Turning colours into words
is implied by colour purple? According to colour symbolism, colour
purple represents Royalty, transformation, wisdom in one hand and
cruelty, arrogance, mourning in the other. Also most importantly it
represents the enlightenment. Alice Walker’s very famous novel The
Colour Purple is a perfect combination of those elements, colourfully
presented and emotionally illustrated.
A scene from The Colour Purple
The Colour Purple is regarded as Walker’s most successful and
critically acclaimed work. Written in an epistolary style, the novel
depicts the harsh life of a young Black woman in the South in the early
The Colour Purple explores the individual identity of the Black woman
and how embracing that identity and bonding with other women affects the
health of her community at large.
Although some reviewers have taken issue with the novel’s portrayal
of Black men, the novel has largely been celebrated by critics and
popular audiences alike, winning both the Pulitzer Prize and the
American Book Award in 1983. In 1985 filmmaker Stephen Spielberg
directed the film adaptation of The Colour Purple, which was nominated
for 11 awards—including best picture—by the Academy of Motion Picture
Arts and Sciences.
The Colour Purple begins with fourteen-year-old Celie writing a
letter to God, asking for a sign. Celie is a scared, poor, Black girl
living in the South. Her mother has become ill after the most recent of
her numerous pregnancies and the man Celie believes to be her father
abuses Celie sexually. He tells her, “You better not never tell nobody
but God. It’d kill your mammy.”
Readers discover through subsequent letters that “Pa” fathers two
children with Celie, but abducts them from her soon after each birth.
Her mother dies during Celie’s second pregnancy, and Celie is unable to
confirm whether her children are living or dead.
The Colour Purple dramatically underscores the oppression Black women
have experienced throughout history in the rural South in America.
Following the Civil War, most Black Americans remained disenfranchised
and were typically viewed as less than human by many members of white
Women were also regarded as less important than men—both Black and
White—making Black women doubly disadvantaged. Black women of the era
were often treated as slaves or as property, even by male members of
their own families. In The Colour Purple, Celie is passed on from Pa to
Mr without any regard for her own desires. She constantly struggles to
forge her own self-identity and to not accept the subservient role that
society has ascribed to her.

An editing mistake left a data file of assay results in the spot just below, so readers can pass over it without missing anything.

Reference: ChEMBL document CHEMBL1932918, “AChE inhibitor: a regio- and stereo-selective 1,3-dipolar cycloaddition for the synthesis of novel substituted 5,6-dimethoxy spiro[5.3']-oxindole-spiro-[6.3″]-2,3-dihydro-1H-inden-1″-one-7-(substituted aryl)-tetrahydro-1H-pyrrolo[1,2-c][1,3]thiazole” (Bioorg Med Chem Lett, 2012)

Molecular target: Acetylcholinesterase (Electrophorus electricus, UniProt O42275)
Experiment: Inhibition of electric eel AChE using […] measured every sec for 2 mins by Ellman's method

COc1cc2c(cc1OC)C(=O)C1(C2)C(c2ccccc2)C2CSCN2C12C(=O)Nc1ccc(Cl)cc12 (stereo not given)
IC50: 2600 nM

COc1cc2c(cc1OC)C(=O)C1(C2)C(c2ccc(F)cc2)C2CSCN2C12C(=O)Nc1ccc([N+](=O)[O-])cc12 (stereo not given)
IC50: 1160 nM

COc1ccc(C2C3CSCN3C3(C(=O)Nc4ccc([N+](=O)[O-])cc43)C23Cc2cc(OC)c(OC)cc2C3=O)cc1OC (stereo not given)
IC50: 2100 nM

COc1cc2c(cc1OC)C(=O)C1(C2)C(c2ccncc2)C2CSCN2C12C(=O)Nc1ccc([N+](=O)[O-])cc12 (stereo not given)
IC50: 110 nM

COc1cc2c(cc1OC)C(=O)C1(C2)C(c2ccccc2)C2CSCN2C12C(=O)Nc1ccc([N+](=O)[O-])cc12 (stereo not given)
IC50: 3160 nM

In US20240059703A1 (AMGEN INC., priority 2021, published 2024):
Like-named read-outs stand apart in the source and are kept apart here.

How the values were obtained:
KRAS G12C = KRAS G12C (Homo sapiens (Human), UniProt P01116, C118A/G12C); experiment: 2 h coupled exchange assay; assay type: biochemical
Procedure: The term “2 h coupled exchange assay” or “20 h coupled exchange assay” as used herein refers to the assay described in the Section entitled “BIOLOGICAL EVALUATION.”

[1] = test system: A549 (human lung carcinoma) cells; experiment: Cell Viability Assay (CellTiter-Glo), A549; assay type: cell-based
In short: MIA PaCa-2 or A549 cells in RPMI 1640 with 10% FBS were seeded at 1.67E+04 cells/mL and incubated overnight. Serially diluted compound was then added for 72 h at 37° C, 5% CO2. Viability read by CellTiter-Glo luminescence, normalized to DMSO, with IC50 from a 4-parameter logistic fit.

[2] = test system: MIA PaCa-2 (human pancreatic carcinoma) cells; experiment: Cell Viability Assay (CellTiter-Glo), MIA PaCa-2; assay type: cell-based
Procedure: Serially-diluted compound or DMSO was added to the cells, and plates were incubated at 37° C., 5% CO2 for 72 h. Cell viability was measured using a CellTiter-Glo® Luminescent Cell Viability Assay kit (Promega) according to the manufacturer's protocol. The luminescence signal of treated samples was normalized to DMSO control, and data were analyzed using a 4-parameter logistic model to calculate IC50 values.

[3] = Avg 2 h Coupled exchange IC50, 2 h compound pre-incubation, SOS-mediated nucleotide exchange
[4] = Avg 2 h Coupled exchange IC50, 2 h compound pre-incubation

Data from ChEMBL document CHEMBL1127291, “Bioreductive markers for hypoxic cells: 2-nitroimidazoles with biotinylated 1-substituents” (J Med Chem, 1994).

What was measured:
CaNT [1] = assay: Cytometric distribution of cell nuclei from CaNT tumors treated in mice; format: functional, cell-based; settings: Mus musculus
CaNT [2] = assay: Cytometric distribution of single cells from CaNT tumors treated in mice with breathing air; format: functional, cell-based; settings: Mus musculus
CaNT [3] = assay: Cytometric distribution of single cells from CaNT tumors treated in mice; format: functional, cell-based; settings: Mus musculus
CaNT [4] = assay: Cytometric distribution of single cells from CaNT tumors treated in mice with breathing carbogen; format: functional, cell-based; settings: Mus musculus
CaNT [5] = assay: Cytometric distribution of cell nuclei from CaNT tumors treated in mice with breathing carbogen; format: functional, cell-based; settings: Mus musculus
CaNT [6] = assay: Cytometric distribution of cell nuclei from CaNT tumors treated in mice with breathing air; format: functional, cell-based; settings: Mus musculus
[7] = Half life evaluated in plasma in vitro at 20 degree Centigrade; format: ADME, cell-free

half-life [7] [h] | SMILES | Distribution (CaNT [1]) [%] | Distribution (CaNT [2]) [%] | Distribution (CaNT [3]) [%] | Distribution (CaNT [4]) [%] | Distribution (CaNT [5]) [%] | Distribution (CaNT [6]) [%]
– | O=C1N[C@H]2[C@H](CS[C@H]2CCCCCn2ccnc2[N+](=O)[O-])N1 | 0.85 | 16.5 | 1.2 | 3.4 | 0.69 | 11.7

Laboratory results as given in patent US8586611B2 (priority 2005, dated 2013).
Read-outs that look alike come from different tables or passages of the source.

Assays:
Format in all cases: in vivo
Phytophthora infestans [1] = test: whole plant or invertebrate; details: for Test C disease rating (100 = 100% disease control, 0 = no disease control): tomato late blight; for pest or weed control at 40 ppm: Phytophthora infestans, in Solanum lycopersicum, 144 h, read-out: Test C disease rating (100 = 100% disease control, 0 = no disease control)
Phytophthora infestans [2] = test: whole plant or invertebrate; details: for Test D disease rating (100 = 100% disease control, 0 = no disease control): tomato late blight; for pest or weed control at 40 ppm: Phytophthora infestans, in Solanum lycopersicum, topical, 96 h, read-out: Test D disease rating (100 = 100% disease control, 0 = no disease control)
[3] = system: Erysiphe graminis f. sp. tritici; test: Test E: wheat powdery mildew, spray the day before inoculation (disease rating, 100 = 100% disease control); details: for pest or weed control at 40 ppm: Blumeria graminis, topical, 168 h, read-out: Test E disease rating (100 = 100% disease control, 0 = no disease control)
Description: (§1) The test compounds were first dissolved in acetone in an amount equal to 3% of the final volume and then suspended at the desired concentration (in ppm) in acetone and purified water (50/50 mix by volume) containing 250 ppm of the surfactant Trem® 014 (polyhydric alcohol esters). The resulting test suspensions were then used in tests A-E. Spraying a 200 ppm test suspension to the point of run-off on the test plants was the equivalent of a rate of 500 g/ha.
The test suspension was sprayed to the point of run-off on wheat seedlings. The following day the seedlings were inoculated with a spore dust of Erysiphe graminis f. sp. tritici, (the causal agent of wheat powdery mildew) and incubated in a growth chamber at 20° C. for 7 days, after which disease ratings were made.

Our Sinhala readers now have got the rare opportunity of reading the
Sinhala translation of The Colour Purple as Dampaata Kathaawak Amaali
Boralugoda, who translated the book, is not only a translator, but she
also is a university academic who teaches and researches on translation
studies. I did not get the opportunity to read the translation yet, but
I am sure that she might have faced with translation challenges in
handling Alice Walker and The Colour Purple.
The first issue I could see is the book’s power of narrative and
voice. The language used by Walker is very complicated and often
grammatically incorrect. Reproducing a language which has been
deliberately changed is a difficult job for a translator.
Next comes the power factor of strong female relationships. Female
ties presented in The Color Purple take many forms: some are motherly or
sisterly, some are in the form of mentor and pupil, some are sexual, and
some are simply friendships. All those ties cannot be easily rewritten
in a language like Sinhala. Language may allow, but may not the
publisher, readers or translator’s own consciousness.
The cyclical nature of racism and sexism is another key factor that
translator could be trapped in her translation. These two concepts are
socially and linguistically very sensitive and do not offer many options
in a translation.
All these facts raise my curiosity about Amaali’s translation of The
Colour Purple. I know Amaali is a special case in the field of
translation, because she does translation while exploring the
theoretical aspects of translation studies. I wish that Amaali would
have recognised the true colour of The Colour Purple: It is a
combination – wisdom, cruelty and finally enlightenment.